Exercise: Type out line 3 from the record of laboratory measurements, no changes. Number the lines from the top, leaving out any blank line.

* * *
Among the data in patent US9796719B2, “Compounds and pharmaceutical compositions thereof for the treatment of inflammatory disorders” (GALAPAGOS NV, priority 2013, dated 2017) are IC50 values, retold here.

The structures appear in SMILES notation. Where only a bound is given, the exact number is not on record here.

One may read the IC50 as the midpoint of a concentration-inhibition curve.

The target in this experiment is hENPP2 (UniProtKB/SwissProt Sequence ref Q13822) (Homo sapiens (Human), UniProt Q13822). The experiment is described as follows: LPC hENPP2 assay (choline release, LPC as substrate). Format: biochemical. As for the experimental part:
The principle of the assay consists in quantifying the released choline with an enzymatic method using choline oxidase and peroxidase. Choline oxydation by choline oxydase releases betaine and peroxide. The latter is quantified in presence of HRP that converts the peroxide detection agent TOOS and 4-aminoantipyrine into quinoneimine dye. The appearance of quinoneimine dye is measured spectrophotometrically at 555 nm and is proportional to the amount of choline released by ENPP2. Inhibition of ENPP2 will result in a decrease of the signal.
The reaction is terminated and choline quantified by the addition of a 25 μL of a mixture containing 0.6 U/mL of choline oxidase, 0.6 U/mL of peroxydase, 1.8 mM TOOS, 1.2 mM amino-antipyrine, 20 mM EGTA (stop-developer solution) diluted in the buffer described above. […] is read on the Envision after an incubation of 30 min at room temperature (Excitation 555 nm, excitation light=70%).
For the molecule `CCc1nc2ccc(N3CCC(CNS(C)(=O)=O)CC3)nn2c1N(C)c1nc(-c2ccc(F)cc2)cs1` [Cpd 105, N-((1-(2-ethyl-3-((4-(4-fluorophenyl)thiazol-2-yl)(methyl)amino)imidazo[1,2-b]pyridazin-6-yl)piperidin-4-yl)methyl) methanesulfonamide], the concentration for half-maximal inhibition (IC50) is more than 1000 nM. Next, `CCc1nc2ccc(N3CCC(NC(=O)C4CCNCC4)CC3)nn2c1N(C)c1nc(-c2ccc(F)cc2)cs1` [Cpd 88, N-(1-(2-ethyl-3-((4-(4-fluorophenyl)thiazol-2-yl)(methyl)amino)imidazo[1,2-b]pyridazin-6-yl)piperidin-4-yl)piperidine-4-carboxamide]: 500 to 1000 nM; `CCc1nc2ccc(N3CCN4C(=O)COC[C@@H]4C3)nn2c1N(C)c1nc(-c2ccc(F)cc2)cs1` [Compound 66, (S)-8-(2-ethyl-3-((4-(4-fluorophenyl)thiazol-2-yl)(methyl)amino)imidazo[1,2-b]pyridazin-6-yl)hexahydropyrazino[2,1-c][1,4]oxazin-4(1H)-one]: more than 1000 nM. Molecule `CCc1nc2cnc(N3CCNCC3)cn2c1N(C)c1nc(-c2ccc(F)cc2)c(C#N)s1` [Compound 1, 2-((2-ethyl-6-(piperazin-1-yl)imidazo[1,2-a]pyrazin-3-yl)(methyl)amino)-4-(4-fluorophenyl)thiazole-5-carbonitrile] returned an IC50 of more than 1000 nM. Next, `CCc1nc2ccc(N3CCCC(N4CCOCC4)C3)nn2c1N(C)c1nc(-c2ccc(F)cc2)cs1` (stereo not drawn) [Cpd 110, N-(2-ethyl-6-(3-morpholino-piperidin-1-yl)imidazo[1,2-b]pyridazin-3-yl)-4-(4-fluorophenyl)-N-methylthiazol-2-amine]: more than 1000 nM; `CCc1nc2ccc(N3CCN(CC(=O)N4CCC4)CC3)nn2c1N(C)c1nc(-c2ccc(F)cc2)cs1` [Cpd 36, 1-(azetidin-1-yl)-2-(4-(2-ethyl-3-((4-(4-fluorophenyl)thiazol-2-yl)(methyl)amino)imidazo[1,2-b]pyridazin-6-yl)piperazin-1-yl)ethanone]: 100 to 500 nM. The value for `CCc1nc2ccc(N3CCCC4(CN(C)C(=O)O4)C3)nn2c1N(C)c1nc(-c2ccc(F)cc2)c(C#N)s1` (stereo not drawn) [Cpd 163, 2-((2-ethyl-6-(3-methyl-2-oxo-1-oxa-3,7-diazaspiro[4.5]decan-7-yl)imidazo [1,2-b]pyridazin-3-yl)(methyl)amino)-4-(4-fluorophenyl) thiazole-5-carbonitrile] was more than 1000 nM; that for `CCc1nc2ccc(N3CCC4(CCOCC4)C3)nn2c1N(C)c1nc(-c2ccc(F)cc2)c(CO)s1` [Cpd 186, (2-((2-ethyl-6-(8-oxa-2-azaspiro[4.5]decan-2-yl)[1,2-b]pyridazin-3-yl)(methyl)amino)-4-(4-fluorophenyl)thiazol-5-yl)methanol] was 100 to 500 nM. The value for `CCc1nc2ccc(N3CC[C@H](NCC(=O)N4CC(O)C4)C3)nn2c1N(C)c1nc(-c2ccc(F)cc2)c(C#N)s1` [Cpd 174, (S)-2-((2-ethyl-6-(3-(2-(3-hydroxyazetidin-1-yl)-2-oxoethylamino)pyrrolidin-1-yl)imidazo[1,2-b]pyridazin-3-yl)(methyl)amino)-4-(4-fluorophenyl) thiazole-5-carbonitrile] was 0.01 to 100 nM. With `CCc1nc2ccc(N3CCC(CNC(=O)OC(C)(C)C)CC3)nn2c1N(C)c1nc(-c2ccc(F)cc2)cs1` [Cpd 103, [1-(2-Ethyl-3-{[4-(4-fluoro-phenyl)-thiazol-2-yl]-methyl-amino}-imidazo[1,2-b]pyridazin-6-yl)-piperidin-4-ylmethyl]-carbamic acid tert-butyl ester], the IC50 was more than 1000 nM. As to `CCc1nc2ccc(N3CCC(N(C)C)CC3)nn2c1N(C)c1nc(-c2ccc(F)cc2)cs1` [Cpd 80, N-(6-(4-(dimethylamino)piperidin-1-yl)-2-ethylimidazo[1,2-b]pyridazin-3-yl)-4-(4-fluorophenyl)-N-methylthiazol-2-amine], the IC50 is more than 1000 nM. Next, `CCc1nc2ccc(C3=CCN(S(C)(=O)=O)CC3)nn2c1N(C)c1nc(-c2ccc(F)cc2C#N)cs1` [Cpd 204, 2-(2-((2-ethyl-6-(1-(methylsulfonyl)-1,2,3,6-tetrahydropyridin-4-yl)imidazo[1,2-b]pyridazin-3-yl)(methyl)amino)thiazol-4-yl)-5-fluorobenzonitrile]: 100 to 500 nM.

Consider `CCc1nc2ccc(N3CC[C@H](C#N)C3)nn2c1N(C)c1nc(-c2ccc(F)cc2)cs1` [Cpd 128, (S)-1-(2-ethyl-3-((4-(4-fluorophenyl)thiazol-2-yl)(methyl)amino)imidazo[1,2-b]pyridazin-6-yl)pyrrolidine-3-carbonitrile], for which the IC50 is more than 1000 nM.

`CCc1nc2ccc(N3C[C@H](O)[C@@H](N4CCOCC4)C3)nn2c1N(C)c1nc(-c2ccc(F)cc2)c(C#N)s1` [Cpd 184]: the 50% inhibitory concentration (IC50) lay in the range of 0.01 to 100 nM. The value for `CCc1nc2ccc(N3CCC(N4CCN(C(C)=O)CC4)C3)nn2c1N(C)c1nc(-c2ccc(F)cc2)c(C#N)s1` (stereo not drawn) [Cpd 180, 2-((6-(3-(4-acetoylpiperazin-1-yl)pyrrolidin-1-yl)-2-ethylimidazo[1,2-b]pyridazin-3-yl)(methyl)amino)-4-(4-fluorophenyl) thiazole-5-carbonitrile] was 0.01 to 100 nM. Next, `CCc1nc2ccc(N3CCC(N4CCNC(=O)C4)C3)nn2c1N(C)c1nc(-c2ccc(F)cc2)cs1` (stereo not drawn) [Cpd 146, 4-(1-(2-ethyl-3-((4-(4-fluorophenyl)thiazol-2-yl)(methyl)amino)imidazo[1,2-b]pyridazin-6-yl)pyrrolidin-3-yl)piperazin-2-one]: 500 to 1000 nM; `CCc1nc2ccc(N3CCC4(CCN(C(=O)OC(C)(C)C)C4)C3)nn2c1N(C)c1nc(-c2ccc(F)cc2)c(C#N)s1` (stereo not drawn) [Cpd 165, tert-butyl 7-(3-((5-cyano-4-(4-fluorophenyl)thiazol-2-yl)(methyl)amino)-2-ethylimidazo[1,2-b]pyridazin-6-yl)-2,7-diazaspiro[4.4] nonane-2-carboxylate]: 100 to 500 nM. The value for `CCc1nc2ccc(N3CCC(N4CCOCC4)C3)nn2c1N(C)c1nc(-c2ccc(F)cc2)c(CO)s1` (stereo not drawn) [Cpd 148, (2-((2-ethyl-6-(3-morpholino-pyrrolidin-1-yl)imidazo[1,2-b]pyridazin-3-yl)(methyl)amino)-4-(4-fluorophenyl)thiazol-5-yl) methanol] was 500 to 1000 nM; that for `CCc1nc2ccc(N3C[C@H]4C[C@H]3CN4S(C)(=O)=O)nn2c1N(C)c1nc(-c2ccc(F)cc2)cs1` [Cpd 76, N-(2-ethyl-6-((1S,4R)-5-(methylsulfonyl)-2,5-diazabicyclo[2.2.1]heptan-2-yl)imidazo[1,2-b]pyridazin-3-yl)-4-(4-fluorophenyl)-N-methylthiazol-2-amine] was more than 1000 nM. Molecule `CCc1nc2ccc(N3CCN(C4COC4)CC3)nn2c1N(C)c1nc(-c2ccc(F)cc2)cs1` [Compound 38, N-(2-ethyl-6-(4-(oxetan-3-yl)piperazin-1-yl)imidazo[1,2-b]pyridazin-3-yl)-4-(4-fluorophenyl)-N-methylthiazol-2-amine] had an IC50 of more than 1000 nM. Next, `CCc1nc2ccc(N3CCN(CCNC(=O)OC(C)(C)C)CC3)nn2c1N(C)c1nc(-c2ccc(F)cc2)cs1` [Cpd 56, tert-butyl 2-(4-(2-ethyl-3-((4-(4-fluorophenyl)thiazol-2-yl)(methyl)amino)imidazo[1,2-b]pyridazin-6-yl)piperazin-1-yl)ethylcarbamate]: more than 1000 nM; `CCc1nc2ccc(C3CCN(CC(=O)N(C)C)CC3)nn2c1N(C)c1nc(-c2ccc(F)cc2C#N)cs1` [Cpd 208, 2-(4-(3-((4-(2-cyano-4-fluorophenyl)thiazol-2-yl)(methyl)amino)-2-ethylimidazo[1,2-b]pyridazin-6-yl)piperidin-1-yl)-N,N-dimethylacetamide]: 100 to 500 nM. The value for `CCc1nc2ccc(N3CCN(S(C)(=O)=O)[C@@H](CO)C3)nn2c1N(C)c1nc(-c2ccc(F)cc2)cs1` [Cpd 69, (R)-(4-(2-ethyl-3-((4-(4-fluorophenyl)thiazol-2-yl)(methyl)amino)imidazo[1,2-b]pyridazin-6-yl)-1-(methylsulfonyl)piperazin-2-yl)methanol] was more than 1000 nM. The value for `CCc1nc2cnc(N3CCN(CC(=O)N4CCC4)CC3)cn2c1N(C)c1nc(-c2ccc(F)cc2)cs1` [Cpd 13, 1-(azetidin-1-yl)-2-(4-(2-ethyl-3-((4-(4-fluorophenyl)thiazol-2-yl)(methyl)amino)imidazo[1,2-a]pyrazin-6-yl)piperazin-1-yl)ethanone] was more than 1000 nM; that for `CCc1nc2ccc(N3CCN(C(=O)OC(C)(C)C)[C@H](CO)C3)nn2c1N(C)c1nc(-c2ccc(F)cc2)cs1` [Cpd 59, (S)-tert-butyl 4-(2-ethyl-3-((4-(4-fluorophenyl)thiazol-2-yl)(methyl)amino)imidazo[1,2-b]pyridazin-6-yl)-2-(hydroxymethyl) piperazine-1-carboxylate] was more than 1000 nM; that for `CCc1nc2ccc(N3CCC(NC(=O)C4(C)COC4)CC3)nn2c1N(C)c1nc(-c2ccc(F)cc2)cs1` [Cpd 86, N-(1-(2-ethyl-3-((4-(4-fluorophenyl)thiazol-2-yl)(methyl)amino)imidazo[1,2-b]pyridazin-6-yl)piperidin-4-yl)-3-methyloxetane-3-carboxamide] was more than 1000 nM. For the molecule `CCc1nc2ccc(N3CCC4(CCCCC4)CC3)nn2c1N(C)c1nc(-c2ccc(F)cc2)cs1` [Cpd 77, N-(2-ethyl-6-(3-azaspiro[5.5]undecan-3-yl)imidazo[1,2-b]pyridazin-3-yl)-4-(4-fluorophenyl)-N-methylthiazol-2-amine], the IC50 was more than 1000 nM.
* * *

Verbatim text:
One may read the IC50 as the midpoint of a concentration-inhibition curve.